Peter Kinder, candidate for Missouri governor, has been on a rampage when it comes to right-to-work laws that give some workers the option to not join unions.
He’s for those laws, and he’s battling anybody who disagrees.
Kinder’s feuded with a fellow Republican, state Rep. Sheila Solon of Blue Springs, over whether GOP opponents of right-to-work were “joyously yukking it up” after the bill was defeated a few days ago.
He’s threatening Solon and 19 other Republican opponents of right-to-work with primary opposition next year. A few weeks ago, he was out front urging lawmakers to overturn Gov. Jay Nixon’s veto.
“The override is necessary both economically and politically,” Kinder and other GOP candidates for governor wrote in a group letter.
In July, Kinder was challenging Nixon to debate him publicly — anytime, anywhere.
In April, he insisted the 2015 session would be a failure if lawmakers didn’t pass the law. Back in 2013, he was advocating putting the issue before voters to get around Nixon.
What a far, far cry that is from the Peter Kinder of 2005. Brace yourselves, folks. Political whiplash ahead.
That year, Missouri Republicans were pushing hard for right-to-work. The GOP controlled the General Assembly. The governor, Matt Blunt, was a Republican. So was the lieutenant governor — a man named Peter Kinder.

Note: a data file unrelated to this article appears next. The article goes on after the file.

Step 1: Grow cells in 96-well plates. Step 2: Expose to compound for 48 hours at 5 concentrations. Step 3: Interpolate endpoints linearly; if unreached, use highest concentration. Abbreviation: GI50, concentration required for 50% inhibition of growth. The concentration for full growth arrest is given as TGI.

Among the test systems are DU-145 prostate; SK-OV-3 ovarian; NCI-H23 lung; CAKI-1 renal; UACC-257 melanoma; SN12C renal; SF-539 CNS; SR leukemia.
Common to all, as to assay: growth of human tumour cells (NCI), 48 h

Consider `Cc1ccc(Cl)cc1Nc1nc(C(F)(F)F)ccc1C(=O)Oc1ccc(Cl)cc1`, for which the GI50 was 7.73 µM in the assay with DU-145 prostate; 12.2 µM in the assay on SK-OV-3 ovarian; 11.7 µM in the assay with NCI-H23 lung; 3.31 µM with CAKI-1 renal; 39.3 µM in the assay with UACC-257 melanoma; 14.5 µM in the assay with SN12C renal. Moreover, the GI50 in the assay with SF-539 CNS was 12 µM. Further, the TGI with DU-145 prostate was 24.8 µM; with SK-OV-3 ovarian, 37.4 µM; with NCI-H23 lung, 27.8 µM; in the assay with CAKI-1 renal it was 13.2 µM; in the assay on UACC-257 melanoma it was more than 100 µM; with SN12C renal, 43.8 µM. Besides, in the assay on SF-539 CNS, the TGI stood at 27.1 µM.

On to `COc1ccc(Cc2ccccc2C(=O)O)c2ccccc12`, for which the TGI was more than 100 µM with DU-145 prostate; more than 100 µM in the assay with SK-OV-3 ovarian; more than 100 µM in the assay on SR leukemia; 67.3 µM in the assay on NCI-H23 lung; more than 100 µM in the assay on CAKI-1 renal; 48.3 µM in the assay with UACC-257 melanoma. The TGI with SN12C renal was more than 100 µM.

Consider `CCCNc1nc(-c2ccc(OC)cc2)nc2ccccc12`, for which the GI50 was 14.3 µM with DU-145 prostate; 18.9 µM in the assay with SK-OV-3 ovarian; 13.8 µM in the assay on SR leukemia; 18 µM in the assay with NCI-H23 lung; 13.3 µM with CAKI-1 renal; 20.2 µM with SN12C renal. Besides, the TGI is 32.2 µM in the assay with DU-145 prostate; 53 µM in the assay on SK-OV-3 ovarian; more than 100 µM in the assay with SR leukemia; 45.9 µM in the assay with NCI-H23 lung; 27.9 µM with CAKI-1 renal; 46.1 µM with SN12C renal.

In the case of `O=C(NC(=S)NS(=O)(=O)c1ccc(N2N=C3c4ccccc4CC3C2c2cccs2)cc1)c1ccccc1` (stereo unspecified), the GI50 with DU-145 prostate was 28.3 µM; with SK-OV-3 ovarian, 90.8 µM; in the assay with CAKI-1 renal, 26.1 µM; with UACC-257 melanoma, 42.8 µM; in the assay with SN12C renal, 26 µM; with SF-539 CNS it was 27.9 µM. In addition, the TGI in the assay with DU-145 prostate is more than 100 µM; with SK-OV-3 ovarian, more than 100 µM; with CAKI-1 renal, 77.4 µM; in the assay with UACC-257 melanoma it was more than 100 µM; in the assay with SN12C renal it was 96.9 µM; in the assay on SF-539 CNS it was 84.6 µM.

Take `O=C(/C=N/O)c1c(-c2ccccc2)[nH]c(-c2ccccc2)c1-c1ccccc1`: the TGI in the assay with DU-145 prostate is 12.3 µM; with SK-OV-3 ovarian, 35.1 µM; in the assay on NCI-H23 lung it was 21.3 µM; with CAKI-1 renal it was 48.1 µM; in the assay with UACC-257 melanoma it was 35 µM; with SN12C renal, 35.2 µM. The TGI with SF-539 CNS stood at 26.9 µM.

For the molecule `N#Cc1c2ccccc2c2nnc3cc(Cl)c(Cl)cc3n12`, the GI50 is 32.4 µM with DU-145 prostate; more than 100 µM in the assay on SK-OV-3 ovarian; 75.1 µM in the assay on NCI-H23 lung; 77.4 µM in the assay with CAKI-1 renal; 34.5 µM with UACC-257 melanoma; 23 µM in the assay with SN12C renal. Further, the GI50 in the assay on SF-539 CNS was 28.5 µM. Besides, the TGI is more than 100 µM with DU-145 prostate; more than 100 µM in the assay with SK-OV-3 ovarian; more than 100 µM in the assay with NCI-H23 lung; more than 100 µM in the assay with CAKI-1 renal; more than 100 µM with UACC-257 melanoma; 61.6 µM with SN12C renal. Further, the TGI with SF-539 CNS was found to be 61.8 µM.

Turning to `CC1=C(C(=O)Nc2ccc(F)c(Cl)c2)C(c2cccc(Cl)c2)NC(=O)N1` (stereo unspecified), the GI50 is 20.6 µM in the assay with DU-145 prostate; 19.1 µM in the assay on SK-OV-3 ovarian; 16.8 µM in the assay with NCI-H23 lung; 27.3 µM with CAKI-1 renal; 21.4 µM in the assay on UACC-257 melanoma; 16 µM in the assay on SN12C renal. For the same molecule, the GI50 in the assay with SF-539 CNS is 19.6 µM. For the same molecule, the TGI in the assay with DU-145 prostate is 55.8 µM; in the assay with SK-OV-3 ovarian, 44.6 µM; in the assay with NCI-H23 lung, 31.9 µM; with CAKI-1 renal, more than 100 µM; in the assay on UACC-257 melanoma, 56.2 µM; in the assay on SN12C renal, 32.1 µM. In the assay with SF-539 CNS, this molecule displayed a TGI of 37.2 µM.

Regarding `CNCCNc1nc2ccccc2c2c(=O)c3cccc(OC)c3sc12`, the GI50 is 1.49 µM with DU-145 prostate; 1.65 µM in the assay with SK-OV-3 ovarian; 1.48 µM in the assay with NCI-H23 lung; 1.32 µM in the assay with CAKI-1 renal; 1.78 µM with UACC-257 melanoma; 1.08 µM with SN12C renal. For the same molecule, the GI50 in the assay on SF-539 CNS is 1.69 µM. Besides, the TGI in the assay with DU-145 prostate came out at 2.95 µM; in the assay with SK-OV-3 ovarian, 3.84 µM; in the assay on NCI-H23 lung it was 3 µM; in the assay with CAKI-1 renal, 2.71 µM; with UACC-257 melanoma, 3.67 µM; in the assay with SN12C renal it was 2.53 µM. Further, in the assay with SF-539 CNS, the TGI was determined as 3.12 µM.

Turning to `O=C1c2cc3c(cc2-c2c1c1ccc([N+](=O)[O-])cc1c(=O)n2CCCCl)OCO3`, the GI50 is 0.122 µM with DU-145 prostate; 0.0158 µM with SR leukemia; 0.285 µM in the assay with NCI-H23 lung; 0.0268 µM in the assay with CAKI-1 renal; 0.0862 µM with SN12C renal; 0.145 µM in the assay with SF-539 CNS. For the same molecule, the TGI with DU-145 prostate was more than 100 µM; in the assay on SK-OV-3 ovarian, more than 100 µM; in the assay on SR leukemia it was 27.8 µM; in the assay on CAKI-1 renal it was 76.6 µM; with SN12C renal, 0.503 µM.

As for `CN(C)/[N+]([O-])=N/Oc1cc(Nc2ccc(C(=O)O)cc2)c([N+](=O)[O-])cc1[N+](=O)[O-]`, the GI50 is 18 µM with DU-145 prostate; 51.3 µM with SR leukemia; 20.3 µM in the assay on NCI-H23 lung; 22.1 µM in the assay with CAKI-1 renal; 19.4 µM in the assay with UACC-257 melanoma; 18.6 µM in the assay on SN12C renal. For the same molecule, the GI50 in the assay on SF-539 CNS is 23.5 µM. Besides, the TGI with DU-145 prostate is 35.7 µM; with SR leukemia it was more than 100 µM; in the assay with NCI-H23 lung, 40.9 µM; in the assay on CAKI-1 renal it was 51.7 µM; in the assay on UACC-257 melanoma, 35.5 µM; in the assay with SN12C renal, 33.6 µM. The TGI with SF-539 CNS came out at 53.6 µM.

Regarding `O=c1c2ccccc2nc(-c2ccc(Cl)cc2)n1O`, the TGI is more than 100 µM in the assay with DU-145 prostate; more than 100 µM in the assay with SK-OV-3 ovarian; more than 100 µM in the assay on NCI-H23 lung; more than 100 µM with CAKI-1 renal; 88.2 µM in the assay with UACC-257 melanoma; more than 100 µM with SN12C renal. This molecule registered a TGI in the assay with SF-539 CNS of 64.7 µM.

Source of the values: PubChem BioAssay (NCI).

But bill proponents had a big problem. Blunt opposed the idea. He said there were other ways to create good-paying jobs besides undermining unions.
And Kinder, his sidekick, was right there beside him.
“While Governor Blunt and I are in office, there will be no right-to-work law...” he said in a rousing speech to the Carpenters District. A newspaper reported that his comments were greeted by thunderous applause.
Here’s how he explains all this today:
“I was lieutenant governor serving under a Republican governor,” Kinder said this week. “I saluted and fell into line behind him.”
Since then, he’s been persuaded by what he’s seen, such as big job growth in states like Indiana that adopted right-to-work in 2012. He’s watched four auto assembly plants shrink to one in the St. Louis area.
“The destruction of union jobs proceeds” under current Missouri law, he said.
“Valid question,” Kinder said of my phone call. Now, he added, “I’ve answered it.”
Still, for a man on a rampage, he’s a long way from where he once was.
To reach Steve Kraske, call 816-234-4312 or send email to firstname.lastname@example.org.